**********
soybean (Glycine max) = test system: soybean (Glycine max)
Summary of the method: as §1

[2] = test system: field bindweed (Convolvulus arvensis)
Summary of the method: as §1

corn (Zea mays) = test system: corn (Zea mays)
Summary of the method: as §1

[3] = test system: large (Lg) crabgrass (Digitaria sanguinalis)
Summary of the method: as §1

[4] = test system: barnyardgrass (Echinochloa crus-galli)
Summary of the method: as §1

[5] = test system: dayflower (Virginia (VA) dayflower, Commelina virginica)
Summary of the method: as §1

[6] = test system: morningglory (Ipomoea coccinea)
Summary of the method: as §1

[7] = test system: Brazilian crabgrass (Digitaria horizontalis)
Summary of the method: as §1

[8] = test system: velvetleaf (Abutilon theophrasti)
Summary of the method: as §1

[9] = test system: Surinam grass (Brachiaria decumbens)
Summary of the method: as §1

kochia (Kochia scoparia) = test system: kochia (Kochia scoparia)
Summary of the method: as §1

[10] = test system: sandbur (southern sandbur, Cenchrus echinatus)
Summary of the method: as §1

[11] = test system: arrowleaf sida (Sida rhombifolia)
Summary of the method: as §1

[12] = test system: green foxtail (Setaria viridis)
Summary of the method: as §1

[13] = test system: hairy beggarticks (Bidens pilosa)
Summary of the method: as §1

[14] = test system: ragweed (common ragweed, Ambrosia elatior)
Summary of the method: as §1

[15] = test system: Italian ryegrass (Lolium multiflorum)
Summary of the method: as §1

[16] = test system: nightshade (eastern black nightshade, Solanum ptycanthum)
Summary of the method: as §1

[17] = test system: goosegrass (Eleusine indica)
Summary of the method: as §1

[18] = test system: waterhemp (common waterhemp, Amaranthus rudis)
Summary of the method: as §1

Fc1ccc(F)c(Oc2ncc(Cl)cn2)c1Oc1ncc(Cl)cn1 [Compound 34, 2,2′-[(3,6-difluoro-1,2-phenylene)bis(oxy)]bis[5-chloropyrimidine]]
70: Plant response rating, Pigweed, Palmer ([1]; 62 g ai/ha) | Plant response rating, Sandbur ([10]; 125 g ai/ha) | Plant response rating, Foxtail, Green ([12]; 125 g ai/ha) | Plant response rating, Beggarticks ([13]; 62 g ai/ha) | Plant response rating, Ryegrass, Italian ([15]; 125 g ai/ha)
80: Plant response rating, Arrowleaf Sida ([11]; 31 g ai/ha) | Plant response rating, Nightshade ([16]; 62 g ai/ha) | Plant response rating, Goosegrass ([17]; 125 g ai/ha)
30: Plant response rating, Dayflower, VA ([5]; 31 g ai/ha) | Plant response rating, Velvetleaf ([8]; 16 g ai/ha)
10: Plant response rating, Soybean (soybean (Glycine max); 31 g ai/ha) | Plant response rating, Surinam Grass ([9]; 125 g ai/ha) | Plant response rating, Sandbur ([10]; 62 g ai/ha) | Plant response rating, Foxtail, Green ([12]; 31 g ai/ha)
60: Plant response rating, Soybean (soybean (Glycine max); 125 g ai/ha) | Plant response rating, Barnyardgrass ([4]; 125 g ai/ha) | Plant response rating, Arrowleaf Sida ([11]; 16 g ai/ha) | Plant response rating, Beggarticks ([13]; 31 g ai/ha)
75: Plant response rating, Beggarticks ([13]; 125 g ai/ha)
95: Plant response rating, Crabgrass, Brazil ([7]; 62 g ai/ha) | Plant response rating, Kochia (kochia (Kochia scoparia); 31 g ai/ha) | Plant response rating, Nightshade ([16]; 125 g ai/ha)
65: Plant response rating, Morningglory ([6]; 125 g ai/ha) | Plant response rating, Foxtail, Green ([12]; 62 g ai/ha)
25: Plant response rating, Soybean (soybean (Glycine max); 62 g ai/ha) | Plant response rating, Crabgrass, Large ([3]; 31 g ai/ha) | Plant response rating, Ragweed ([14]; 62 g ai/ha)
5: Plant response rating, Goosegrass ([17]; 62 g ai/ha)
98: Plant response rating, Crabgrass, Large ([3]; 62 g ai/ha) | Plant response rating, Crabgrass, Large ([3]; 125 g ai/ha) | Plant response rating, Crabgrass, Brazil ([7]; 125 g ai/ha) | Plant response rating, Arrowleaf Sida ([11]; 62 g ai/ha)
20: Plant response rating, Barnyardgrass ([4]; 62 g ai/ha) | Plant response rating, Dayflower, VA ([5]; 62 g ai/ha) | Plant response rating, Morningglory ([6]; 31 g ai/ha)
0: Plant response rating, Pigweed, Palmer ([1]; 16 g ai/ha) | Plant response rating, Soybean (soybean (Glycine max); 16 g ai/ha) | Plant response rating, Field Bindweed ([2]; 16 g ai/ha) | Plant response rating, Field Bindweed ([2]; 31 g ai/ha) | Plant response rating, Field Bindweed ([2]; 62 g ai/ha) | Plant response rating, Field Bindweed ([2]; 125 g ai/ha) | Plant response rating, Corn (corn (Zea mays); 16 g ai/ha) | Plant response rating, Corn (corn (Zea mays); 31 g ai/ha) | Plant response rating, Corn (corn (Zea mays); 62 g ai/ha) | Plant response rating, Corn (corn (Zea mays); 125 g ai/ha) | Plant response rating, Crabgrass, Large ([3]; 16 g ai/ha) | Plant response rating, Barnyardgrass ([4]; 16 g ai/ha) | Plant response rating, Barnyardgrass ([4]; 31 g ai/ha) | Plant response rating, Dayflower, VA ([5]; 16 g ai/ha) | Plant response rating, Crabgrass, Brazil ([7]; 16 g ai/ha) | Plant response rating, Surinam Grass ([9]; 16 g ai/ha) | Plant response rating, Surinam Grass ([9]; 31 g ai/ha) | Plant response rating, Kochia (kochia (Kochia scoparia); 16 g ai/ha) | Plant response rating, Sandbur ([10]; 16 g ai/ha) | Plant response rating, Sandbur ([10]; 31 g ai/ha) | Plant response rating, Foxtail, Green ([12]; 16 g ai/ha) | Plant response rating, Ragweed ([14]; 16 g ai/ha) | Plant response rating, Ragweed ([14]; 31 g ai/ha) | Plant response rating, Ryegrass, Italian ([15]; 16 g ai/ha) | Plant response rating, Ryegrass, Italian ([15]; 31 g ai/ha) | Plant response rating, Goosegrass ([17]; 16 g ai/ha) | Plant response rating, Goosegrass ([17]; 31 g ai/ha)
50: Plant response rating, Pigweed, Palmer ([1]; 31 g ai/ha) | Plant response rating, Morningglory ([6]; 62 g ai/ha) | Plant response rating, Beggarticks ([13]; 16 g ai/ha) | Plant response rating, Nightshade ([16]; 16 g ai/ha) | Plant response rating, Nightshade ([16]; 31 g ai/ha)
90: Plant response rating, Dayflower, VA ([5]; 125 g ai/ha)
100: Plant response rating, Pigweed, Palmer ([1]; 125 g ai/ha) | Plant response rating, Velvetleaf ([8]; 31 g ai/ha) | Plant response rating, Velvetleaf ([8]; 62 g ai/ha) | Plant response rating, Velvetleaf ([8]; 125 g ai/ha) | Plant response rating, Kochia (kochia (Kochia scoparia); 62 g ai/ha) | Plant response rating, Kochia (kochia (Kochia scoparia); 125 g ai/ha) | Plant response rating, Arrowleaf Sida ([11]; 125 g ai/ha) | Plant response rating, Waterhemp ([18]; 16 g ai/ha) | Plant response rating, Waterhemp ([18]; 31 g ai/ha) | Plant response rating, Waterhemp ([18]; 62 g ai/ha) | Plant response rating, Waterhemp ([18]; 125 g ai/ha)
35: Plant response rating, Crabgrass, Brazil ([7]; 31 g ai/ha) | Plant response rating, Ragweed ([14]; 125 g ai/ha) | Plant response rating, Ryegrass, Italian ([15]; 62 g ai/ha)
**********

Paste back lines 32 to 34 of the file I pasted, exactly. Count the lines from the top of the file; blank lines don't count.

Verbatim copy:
Summary of the method: as §1

[15] = test system: Italian ryegrass (Lolium multiflorum)
Summary of the method: as §1